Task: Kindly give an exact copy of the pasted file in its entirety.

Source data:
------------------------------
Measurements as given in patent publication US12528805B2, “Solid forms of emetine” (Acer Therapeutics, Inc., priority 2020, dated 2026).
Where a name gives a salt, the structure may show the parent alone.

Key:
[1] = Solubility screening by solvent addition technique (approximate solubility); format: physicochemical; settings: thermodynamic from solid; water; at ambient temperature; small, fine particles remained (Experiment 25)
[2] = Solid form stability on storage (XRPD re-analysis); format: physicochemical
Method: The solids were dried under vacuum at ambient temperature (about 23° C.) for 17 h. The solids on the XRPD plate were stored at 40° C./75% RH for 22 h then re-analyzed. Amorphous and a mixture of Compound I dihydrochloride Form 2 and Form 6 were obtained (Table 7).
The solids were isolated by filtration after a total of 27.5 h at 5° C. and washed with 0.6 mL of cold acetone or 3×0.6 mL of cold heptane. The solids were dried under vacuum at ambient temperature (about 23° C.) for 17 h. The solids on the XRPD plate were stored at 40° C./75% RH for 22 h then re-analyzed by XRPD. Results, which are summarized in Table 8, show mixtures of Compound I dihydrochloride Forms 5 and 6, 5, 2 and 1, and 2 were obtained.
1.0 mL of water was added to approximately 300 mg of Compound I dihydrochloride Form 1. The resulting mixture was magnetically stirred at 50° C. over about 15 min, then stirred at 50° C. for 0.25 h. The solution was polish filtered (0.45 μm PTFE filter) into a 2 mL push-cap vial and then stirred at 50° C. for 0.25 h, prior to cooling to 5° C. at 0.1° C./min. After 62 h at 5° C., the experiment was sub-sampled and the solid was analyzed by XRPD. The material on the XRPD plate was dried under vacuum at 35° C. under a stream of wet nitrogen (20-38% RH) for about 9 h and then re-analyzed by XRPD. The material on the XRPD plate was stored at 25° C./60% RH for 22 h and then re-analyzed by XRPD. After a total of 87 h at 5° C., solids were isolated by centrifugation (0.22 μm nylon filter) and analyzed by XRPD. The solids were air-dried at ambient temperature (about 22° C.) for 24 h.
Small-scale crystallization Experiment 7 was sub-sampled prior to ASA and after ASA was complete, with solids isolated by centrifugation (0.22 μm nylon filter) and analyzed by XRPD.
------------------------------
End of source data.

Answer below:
Measurements as given in patent publication US12528805B2, “Solid forms of emetine” (Acer Therapeutics, Inc., priority 2020, dated 2026).
Where a name gives a salt, the structure may show the parent alone.

Key:
[1] = Solubility screening by solvent addition technique (approximate solubility); format: physicochemical; settings: thermodynamic from solid; water; at ambient temperature; small, fine particles remained (Experiment 25)
[2] = Solid form stability on storage (XRPD re-analysis); format: physicochemical
Method: The solids were dried under vacuum at ambient temperature (about 23° C.) for 17 h. The solids on the XRPD plate were stored at 40° C./75% RH for 22 h then re-analyzed. Amorphous and a mixture of Compound I dihydrochloride Form 2 and Form 6 were obtained (Table 7).
The solids were isolated by filtration after a total of 27.5 h at 5° C. and washed with 0.6 mL of cold acetone or 3×0.6 mL of cold heptane. The solids were dried under vacuum at ambient temperature (about 23° C.) for 17 h. The solids on the XRPD plate were stored at 40° C./75% RH for 22 h then re-analyzed by XRPD. Results, which are summarized in Table 8, show mixtures of Compound I dihydrochloride Forms 5 and 6, 5, 2 and 1, and 2 were obtained.
1.0 mL of water was added to approximately 300 mg of Compound I dihydrochloride Form 1. The resulting mixture was magnetically stirred at 50° C. over about 15 min, then stirred at 50° C. for 0.25 h. The solution was polish filtered (0.45 μm PTFE filter) into a 2 mL push-cap vial and then stirred at 50° C. for 0.25 h, prior to cooling to 5° C. at 0.1° C./min. After 62 h at 5° C., the experiment was sub-sampled and the solid was analyzed by XRPD. The material on the XRPD plate was dried under vacuum at 35° C. under a stream of wet nitrogen (20-38% RH) for about 9 h and then re-analyzed by XRPD. The material on the XRPD plate was stored at 25° C./60% RH for 22 h and then re-analyzed by XRPD. After a total of 87 h at 5° C., solids were isolated by centrifugation (0.22 μm nylon filter) and analyzed by XRPD. The solids were air-dried at ambient temperature (about 22° C.) for 24 h.
Small-scale crystallization Experiment 7 was sub-sampled prior to ASA and after ASA was complete, with solids isolated by centrifugation (0.22 μm nylon filter) and analyzed by XRPD.